Summertime Is Teaching Time


by Caroline Moassessi, FAACT Vice President of Community Relations

Thank goodness for summer. Picnics, friends, BBQs, and most of all, a break from school! But that doesn’t mean we need to take a break from teaching our children food-allergy life skills. I think about the things I’ve done for my now-college-age kids that are second nature for me—but possibly absent in their lives when I’m not around. Do they call manufacturers to check on new products and read the label on food they’ve eaten a million times in case there was a recipe change without notice? Summer is a great time to teach your family age-appropriate food allergy management skills, gently and naturally, with a few tips and tools from FAACT.

At what age do you start teaching? The answer is any age—it’s never too late or too early to start. Even if your child is not ready to take on these responsibilities today, readying them to take over one day is golden. Following are a few age-appropriate activities to help you get started.

Pre-school to Kindergarten: All you need is a few household items and an upbeat attitude, and you’re ready to teach lifelong skills!

Get the Sillies Out! Learn to say, “No Thank You!”: Parents and kids dress up and switch roles, playing a relative or well-meaning adult offering potentially unsafe food. Children learn to say no and ask questions. We dare you to try this activity without giggling!

It’s Playdate Time: Roleplaying helps children know what to expect from playdates, from packing safe snacks and emergency medications to walking kids through a fun visit with friends.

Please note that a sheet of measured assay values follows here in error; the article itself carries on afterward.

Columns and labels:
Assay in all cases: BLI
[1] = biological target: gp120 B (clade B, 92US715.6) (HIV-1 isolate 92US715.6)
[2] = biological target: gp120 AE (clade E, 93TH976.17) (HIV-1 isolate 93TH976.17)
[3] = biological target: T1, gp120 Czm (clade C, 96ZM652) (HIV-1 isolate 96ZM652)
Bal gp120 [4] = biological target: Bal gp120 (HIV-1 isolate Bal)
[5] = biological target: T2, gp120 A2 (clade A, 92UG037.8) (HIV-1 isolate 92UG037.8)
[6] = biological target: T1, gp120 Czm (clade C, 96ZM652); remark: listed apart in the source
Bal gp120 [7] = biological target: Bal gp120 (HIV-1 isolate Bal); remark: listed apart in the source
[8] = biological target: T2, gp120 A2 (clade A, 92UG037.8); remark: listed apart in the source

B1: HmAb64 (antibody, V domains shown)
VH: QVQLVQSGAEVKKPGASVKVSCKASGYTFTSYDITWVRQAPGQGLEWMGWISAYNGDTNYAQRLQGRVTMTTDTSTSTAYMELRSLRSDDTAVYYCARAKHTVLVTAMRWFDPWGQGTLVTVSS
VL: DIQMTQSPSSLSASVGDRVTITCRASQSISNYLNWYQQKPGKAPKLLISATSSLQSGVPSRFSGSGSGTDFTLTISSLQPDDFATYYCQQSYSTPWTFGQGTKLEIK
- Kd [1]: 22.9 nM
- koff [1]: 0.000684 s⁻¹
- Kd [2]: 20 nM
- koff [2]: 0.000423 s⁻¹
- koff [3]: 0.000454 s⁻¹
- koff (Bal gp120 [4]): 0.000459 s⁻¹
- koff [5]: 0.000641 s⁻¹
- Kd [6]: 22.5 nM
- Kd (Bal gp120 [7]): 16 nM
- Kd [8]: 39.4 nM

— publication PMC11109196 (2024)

Another tip for preparing children for successful playdates: Read a book together about life with food allergies, then share a copy to educate a future playdate’s family.

Kindergarten through Elementary School: As kids take small steps toward independence, it’s the perfect time to teach them about finding and using their powerful food-allergy voice!

Let’s Rehearse Lunchtime at School: This activity can be adjusted for your child's age. Lunch at school is a significant milestone, and this activity can help reduce anxiety and help children feel empowered to self-manage lunchtime with their buddies.

Roleplay for Classroom Scenario: This activity teaches kids how to pivot and manage an unexpected classroom situation involving jellybeans. It’s important to show children that these things do happen and they have the power to handle it.

Middle to High School: Older students might feel silly doing role-play. If so, talk through potential scenarios and encourage your student to think about what they will do when things don’t turn out as planned. Ask them to consider what problems might arise and how they can pivot to stay safe.

Restaurant Play at the Allergy Kitchen Café: This activity focuses on dialog and how to speak and work with servers. This is a fun exercise for children/teens of every age as they explore communication and judgment and get comfortable speaking up.

Transitioning Healthcare Responsibility, a Roadmap for Teens and Parents: This activity is more of a guide on slowly passing the responsibility to your child of making doctor appointments and leading medical discussions. This could be one of the most critical activities where you can honestly discuss your child’s comfort levels and discover areas that might need extra teaching and time.

Tailor your teachings to your unique child. Everyone has their own schedule for when a life skill or responsibility is appropriate.